I think we’re also going to have to get used to the idea that many people complaining about one label or another are probably seeking power, by means of what can only be described as ‘group politics’.  That would be particularly true of leftist politicians, in my view. For example consider the leftist politicians around the aforementioned Rahm Emanuel,a nd their reaction to the homeless before, and then during the  Clinton presidency… how we were told that homelessness was Americans number one issue during the campaign, and how that problem vanished into thin air even before some flunky’s knees ever warmed the carpet under the oval office desk.  There was a Democrat in the White House so there could be no more homeless problem. Remember?

Now, the problem here is a bit more complex, given you simply cannot make a problem like mental retardation disappear. Nor apparently can you make professional offense takers disappear, either, particularly when you make your bread and butter by means of group poli8tics and pandering to the subscribers of same.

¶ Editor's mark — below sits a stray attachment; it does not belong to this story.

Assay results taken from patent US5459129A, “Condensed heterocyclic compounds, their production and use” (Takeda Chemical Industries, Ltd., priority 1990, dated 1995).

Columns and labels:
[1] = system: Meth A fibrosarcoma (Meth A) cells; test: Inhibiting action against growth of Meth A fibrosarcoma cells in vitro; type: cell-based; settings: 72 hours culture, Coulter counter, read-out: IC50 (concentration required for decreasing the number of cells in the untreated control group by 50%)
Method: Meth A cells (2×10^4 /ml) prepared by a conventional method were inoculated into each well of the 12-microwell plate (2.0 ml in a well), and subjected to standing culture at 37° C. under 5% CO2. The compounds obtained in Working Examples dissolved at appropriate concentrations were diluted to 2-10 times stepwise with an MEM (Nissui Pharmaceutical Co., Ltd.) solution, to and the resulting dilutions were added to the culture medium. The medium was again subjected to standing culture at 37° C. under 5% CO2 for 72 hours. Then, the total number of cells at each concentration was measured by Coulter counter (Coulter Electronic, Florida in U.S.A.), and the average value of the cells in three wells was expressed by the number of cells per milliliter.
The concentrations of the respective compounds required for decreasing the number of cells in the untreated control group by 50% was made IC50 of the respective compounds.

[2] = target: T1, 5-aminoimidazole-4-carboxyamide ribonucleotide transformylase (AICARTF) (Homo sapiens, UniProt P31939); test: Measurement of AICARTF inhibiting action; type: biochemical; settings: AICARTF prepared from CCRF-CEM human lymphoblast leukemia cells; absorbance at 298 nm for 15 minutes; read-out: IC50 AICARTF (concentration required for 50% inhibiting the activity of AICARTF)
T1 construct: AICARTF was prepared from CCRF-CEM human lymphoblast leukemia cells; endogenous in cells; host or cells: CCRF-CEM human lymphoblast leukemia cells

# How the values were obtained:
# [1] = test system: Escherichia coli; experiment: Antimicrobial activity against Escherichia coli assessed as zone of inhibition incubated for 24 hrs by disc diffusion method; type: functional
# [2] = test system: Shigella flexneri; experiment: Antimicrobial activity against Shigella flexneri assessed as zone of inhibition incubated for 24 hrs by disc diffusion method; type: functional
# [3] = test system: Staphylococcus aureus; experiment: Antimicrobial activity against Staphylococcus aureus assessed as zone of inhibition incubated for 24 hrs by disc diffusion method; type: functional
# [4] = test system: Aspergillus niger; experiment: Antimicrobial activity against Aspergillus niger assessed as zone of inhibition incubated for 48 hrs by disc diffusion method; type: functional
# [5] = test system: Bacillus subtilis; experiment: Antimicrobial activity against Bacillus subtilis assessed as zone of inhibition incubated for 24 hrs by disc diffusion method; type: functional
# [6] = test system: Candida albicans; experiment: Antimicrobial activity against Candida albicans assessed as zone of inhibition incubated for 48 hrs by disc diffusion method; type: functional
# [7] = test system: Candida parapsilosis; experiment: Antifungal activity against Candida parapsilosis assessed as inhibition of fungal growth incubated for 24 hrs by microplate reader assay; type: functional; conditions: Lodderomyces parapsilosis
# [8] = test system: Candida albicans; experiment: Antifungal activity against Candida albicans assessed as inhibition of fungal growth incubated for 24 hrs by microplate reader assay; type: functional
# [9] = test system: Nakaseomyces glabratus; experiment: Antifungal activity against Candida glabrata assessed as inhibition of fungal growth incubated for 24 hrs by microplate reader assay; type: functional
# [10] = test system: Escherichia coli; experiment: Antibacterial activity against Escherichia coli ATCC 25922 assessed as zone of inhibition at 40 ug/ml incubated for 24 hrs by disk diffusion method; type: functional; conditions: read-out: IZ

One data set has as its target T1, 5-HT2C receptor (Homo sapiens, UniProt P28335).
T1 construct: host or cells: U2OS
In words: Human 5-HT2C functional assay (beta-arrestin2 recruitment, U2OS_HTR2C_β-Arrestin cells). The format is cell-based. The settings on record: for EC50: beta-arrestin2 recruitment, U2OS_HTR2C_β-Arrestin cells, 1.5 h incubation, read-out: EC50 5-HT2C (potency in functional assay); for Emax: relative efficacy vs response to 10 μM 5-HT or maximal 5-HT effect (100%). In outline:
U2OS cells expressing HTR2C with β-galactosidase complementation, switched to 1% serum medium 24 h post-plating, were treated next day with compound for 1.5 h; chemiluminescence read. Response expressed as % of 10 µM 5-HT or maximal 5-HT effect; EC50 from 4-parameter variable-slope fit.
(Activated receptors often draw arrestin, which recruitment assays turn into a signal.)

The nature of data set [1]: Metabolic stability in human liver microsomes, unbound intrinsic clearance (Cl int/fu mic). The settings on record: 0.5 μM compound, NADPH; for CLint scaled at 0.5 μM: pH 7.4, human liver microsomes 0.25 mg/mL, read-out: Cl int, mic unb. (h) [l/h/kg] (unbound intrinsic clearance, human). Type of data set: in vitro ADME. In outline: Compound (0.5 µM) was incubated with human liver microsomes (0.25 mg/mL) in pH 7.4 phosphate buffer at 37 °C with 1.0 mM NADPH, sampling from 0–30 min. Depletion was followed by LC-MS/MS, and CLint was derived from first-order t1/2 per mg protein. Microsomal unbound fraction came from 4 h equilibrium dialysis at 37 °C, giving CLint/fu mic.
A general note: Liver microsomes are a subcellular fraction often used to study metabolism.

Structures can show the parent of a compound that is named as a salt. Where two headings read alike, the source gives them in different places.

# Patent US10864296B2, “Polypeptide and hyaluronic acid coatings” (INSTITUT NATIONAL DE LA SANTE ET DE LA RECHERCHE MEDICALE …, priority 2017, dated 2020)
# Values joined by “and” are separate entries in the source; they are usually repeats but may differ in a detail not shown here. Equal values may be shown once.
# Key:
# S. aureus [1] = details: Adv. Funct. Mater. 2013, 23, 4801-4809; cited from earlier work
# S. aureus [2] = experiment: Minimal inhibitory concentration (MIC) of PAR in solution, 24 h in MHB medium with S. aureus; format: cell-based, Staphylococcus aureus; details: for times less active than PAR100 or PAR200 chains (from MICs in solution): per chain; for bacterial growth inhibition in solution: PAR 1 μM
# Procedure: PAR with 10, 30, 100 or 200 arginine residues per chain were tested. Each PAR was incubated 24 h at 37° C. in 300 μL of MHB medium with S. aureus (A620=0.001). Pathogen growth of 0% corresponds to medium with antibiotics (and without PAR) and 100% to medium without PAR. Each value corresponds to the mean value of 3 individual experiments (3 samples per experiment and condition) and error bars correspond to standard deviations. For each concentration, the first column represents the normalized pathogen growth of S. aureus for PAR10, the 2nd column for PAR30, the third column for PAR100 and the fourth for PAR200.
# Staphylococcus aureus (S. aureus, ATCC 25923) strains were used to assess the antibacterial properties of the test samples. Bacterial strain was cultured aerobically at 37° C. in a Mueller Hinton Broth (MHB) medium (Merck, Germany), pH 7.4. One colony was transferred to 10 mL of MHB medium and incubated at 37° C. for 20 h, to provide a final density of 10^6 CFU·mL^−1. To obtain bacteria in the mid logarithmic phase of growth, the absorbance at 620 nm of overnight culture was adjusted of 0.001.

The very reason Rahm Emanuel was chosen for his current role was his suppose it ability to make deals, and play to all sides, particularly in Congress.  I think we can safely assume that that ability is either totally gone or so totally crippled is to be laughable, given the state of things in the Congress these days.  Indeed, some Democrats are already willing to sacrifice Rahm Emanuel as a scapegoat [7]for the failures of the Obama administration.  What this ignores, of course, is that the problem isn’t one person, but the ideas that arrive that one person.  Ideas, obviously, the far left is not willing to give up, as yet.  I wonder if they will ever be so smart.

Given his comments, so too does Rahm Emanuel. Think on this… Rahm Emanuel comparing Democrats to “retards” and then apologizing to the “retards”.  Seems to me, there’s something poetic about that.

Rahm Emanuel being hoisted on his own political petard, for starters.  He has lived and will die on the basis of group politics.   I think the only question left open at this point is how badly that will damage the Obama administration, going forward.  One cannot help but think that eventually the word  “Democrat” will become a pejorative.  Given the approval ratings of the Democrats in Congress and the one in the White House currently, I’d say that situation is already well underway, due in no small part to people like Rahm Emanuel.